Unfortunately, many of us experience a negative relationship between our physical appearance and food. This connection can lead to eating disorders, low self-worth, and feelings like shame, guilt, judgment, and fear.
A good relationship with food involves having an unconditional permission to eat the foods that make you feel good physically and mentally. It’s about finding a balance between nourishing your body and enjoying the pleasures of eating. No foods are off-limits, and you feel no guilt upon eating foods that are typically labeled “good” or “bad.”
You don’t have a good relationship with food if:
- You feel guilty after eating certain foods
- You think about food all day
- You avoid eating around others
- Eating in a restaurant makes you feel anxious
- You’ve tried several diets
- You experience stress or anxiety when you eat
- You have a list of restricted foods
- You ignore your body’s natural hunger cues
Tips to Help You Heal Your Relationship with Food
Mindful eating is a helpful technique that involves eating in the moment and being fully present for the eating experience
Sit down with your meal and engage all of your senses: look at it, smell it, and taste it with pure gratitude. If possible, eliminate any distractions, such as your phone, the TV, a book, etc, and focus your attention on your meal. Learning to slow down and savor the food you’re eating can help you learn which foods you genuinely enjoy and also become more in tune with your body’s natural hunger and fullness regulation.
Every person is born with the natural ability to regulate their hunger. But, as we age, we lose our hunger signals because of distractions or another number of reasons. Just eat when you’re hungry. The closer you can get back to listening to your natural hunger cues, the better you can regulate your appetite.
- Don’t punish yourself for the food you eat
Stop punishing yourself for your food choices by restricting or overexercising. Your body needs nutrients to have energy but it also needs food for the soul. You don’t have to eat clean all the time. Instead, evaluate your food choices within a week rather than a 24-hour window. When you focus on all the healthy decisions you made during the week, you’ll feel better and learn to cut yourself some slack.
Watching constantly the lives of fitness influencers and what they (show) they eat can be very harmful to your mental health. It will make you feel worse about yourself and lead to unhealthy comparisons. Try to limit how much you scroll or stop following those pages.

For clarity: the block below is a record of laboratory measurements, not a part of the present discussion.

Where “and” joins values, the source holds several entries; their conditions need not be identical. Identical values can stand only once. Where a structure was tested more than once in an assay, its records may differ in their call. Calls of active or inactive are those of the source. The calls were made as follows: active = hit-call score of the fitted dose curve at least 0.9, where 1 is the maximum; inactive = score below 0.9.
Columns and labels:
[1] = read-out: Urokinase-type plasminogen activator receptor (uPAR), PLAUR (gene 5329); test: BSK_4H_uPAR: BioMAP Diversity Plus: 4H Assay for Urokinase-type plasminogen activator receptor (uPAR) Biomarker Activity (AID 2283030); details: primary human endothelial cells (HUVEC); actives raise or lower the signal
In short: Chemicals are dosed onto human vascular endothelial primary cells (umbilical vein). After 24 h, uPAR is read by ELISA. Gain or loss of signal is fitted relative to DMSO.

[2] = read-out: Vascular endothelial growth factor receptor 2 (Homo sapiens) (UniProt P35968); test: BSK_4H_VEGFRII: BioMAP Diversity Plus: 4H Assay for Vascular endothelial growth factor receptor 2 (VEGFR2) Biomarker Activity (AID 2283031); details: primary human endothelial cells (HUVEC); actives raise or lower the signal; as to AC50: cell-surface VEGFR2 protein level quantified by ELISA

Don’t avoid your cravings. Allow yourself to enjoy eating foods you love. Give yourself unconditional permission to eat.
- Don’t label your food – welcome all the foods
There are no “bad” or “good” foods. It’s natural to have cravings for foods that don’t have a ton of nutrients. All foods can be a part of your healthy diet. Remember that food isn’t inherently good or bad. It’s the labels you put on it that give it power.
I know I know…it’s a lot easier to say than to practice, but eliminating your stress will help you. When you’re stressed, you’re less likely to be mindful of your eating and listen to your hunger cues.
- Move your body to feel good
Don’t see exercise as punishment or a “calorie burner”. Move your body because it feels good, not because you ate something “bad”.
Everyone’s nutritional needs and body types are different. So avoid comparing your body and food habits with others. Eat what works for you.
Your relationship with food can’t always be solved on your own. Sometimes, getting professional support is so important to heal your relationship with food.
Taking the first step to fix a bad relationship with food is scary and difficult but well worth it in the long run. Developing a good relationship with food takes time, patience, and kindness toward yourself. Allow yourself to navigate this journey without judgment, and take it day by day. ❤